“Goldman Sachs has a long history of adapting to change, and we will work with relevant authorities as the terms of the exit become clear. Our primary focus, as always, remains serving our clients’ needs.”
Barclays chief executive Jes Staley said : “This is a significant decision and there will be many questions asked in the coming days and weeks about what happens next. The answers are complex but our position is not: we will not break our stride in delivering the Barclays of the future.
“We have stood in service of our customers and clients for over 325 years. We have been here for them through equally profound changes before. And no matter what has been laid before us, we have been here to help them achieve their ambitions.”
HSBC chairman Douglas Flint said: “We are today entering a new era for Britain and British business. The work to establish fresh terms of trade with our European and global partners will be complex and time consuming. We will be working tirelessly in the coming weeks and months to help our customers adjust to and prepare for the new environment.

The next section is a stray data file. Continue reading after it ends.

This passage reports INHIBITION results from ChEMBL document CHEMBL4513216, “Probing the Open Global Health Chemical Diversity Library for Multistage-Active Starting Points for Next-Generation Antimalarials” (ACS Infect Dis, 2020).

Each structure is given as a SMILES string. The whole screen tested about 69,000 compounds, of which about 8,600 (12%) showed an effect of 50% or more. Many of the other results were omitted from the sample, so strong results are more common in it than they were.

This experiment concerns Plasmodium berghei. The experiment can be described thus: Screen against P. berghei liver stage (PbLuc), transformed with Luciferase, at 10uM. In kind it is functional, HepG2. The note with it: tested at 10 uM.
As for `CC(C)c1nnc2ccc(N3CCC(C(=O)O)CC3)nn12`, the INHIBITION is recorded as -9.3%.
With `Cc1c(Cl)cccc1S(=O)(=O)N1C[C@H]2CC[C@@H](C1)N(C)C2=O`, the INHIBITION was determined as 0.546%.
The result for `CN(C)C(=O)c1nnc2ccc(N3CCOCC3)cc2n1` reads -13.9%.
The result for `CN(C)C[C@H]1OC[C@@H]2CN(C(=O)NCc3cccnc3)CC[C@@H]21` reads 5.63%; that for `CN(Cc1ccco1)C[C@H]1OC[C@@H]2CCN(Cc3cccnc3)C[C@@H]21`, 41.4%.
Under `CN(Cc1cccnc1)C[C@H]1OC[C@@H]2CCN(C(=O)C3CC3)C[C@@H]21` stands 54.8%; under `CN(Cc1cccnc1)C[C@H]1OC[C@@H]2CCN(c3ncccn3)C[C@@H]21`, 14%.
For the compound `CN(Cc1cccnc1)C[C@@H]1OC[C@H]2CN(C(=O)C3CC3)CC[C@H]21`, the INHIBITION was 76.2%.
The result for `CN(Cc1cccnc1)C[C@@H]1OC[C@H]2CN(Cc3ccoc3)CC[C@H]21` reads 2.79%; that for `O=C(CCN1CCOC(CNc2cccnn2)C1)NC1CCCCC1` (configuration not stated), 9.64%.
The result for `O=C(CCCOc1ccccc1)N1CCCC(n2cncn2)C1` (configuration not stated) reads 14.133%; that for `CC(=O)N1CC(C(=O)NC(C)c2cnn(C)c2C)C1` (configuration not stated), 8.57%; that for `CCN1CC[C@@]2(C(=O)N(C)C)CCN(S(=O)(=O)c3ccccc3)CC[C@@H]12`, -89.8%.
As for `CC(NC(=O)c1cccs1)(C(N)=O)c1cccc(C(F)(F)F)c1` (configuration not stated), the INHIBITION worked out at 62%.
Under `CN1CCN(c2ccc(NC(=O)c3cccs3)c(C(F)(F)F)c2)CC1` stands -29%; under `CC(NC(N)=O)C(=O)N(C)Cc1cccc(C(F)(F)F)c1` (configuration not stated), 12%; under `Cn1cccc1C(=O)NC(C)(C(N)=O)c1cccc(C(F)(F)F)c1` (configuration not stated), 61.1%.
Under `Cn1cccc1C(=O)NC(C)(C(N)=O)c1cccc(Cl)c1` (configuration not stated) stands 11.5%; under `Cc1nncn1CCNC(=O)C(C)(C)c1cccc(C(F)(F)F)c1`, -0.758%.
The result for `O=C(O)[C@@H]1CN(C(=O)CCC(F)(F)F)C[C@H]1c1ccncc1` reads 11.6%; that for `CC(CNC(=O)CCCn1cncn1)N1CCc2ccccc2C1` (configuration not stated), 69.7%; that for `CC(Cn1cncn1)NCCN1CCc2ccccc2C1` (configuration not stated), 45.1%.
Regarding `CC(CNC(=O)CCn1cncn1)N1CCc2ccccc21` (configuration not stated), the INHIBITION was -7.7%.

“As one of the largest, most stable, liquid and prudent financial institutions in the world, HSBC is well placed to support our customers and the markets as they deal with the challenges that will arise. Our commitment to British businesses, customers and staff in the UK remains undiminished.”
Lloyds Banking Group said customer deposits remained protected and it would now “consider any future changes that may be required” following the Brexit vote.
A spokesman said: “We remain committed to our purpose of helping Britain prosper through our focus on UK retail and commercial banking, funding business investment, and serving the financial needs of our customers to support them throughout this period and beyond.
“There are no changes in the products or services offered to customers, either in the UK or overseas. Customers can continue to use our banking and insurance services as they did before.
“Customer deposits in the UK continue to be protected by the Financial Services Compensation Scheme; and the Prudential Regulation Authority and Financial Conduct Authority remain our primary regulators.
“With the expected timescales for the negotiations, the Group will have time to consider any future changes that may be required in the new environment.”